New patent applications are published on Thursdays by the USPTO. This week's Spotlight Applications address aspects of digital fingerprinting and digital watermarking. Assigned to Sorenson Media, the first application discloses techniques for detecting channel change in automatic content recognition fingerprint matching. Assigned to VMware, the second application discloses watermarking and scalability techniques for a virtual desktop planning tool.
20170013324, "Detecting channel change in automatic content recognition fingerprint matching," assigned to Sorenson Media, Inc.
The disclosed system and method receives, from a media device, a query fingerprint that includes an ordered sequence of frames of content being consumed, and matches the query fingerprint with frame fingerprints by determining a distance between respective frame fingerprints and corresponding ones of the ordered sequence of frames. The matching may be performed by populating a binary tree structure with respective distances, chronologically across leaf nodes of the binary tree structure, and then noting a value of the root node. If below a maximum threshold, then there is a match. The system and method may detect a channel change at the media device by traversing a right or a left sub-tree of the binary tree structure, and locating a low value (or a zero) at the first or second nodes of the sub-tree. This channel change may be useful in targeting media to content being streamed to the media device.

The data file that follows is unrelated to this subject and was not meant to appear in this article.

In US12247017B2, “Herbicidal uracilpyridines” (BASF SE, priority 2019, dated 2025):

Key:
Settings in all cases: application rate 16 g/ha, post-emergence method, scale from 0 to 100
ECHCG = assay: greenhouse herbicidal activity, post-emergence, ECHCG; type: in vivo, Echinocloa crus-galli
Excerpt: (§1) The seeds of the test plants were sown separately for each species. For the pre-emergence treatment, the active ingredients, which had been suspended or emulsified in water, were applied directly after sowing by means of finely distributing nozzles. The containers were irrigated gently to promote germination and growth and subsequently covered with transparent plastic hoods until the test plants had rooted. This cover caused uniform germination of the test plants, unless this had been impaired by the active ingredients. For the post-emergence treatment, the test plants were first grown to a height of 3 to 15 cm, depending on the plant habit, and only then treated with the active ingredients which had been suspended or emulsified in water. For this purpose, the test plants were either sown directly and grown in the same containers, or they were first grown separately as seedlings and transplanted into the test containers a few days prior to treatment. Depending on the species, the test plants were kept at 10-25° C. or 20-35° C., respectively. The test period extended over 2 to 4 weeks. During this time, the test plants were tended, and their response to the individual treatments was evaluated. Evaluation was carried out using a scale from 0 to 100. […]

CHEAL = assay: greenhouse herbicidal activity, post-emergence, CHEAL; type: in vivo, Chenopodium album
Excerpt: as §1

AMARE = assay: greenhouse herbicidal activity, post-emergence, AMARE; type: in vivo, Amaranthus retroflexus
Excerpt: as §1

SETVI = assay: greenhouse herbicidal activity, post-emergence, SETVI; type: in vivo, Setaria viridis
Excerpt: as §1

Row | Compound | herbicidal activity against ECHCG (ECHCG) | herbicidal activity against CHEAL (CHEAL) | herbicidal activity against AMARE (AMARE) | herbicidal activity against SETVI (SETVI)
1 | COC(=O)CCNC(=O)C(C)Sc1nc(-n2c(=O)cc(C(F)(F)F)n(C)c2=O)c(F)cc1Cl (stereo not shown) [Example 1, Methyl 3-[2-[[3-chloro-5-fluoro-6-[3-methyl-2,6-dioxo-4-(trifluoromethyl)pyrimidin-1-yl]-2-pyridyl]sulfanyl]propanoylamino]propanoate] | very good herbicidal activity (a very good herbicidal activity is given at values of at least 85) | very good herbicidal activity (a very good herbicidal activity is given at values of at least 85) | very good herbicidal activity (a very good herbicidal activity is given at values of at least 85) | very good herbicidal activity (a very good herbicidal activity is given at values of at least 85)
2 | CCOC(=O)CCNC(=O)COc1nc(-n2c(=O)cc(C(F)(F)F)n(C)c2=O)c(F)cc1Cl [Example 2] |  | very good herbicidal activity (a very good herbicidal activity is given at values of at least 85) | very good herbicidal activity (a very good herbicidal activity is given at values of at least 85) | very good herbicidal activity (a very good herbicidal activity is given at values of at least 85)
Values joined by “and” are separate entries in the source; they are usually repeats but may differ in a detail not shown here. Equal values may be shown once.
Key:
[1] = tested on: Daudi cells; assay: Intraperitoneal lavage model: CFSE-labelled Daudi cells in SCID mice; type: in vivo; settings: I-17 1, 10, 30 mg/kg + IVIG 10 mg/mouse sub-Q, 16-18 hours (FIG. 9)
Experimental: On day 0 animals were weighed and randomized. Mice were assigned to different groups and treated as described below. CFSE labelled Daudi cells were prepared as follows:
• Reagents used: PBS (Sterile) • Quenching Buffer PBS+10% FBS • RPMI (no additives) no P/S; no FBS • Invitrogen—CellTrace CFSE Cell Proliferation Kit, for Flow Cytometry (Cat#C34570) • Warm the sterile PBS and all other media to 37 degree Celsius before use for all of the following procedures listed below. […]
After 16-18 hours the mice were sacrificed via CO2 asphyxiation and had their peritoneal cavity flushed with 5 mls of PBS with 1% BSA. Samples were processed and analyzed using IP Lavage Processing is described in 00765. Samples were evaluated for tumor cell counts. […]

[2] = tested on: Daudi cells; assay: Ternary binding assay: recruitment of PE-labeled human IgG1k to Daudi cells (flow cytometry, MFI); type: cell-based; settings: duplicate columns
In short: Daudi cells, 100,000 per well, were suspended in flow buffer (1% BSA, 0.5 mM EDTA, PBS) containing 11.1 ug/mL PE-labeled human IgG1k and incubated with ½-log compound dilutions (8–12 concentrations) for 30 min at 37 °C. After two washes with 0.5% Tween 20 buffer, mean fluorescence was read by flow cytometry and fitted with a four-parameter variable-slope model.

20170011486, "Watermarking and scalability techniques for a virtual desktop planning tool," assigned to VMware.
A method for measuring performance of virtual desktop services offered by a server including a processor is described. A first encoded watermark is embedded into user interface display generated by a virtual desktop when initiating an operation. The first encoded watermark includes pixels identifying the operation and indicating its initiation. A second encoded watermark is embedded into the user interface upon completion of the operation indicating completion of the operation. An action performance time is then computed and stored in a memory. Multiple performance times may be compiled from multiple operations of multiple virtual desktops to assess the performance of the system as a whole.